NEW CASTLE — Laken Rosing knew her squad was a success a week before the team’s appearance at state finals, days before they’d know if they were champions in the eyes of a panel of judges.
It happened as the 2017 Greenfield-Central High School varsity cheer squad was preparing for its moment on that brightest stage, Rosing said. One teammate stumbled, pulled a muscle in her leg that could have impacted the entire performance.
The squad members circled around their hurt friend, talked about how to help her, asked if they needed to adjust their routine to compensate for her injury.
The Cougars didn’t walk away from the 2017 Indiana Varsity Cheer State Finals with the championship title, but Rosing looks into the faces of her girls and sees only accomplishment. They have so much to proud of, she said.
Greenfield-Central, along with the New Palestine High School squad, competed in the varsity cheerleading state championships hosted by the Indiana Association of School Principals Saturday at New Castle High School.
Forty varsity teams from across the state filled the New Castle Chrysler Fieldhouse to participate in the competition. Each team was given a chance to perform a 2½-minute routine, showing off stunts, flips and cheers they use to rev up the crowd on their home turf.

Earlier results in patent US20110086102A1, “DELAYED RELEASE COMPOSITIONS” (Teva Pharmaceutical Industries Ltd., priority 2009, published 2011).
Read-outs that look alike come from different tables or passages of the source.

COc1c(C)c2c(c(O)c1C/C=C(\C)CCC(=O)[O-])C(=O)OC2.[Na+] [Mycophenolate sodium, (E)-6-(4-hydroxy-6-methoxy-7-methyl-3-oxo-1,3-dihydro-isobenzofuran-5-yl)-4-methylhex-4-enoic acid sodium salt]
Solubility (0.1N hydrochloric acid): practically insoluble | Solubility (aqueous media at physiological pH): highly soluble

At the end of the night, trophies were handed out to the top five teams in each division and the rest were recognized for their efforts.
New Palestine High School received a participation trophy for their work in the Varsity Coed Division — the same category in which they were named state runner-up in 2016. Carmel High School took home the state championship trophy in that division.
The Cougars, looking to live up to the school’s 2016 state championship in the coed division, finished in fourth place in the Varsity B division. Pendleton Heights High School earned the state championship there, with Jasper and Bishop Dwenger high schools finishing in second and third place, respectively.
Rosing said she’ll gladly put that 2017 fourth-place award in the trophy case, set it right next to last year’s state championship title and look at it every day with the same pride and appreciation.
Because success can be measured in so many different ways, Rosing said.
Sophomore Jillian Baker, one of the team’s flyers, pulled a muscle at the start of practice last week. The pain she felt was clear on her face, noticeable by everyone in the gym that day; but after talking with her coaches and teammates, Jillian said she decided to keep going, to take to mat and power through.
She hit every move, thanks to her teammates, she said.
They shouted words of encouragement her way, she said, and were careful not to worsen the injury. They tossed her into the air and set her back on the ground more gingerly than they typically would, focusing on her in addition to their moves.
Watching her team come together in that moment of uncertainty right before the finals was as rewarding as any trophy could be, Rosing said.
“They were so considerate and compassionate,” Rosing said. “There is some degree of selflessness when you’re accountable to your teammates, when you care about them rather than caring about yourself.”
For more coverage, see today’s B1.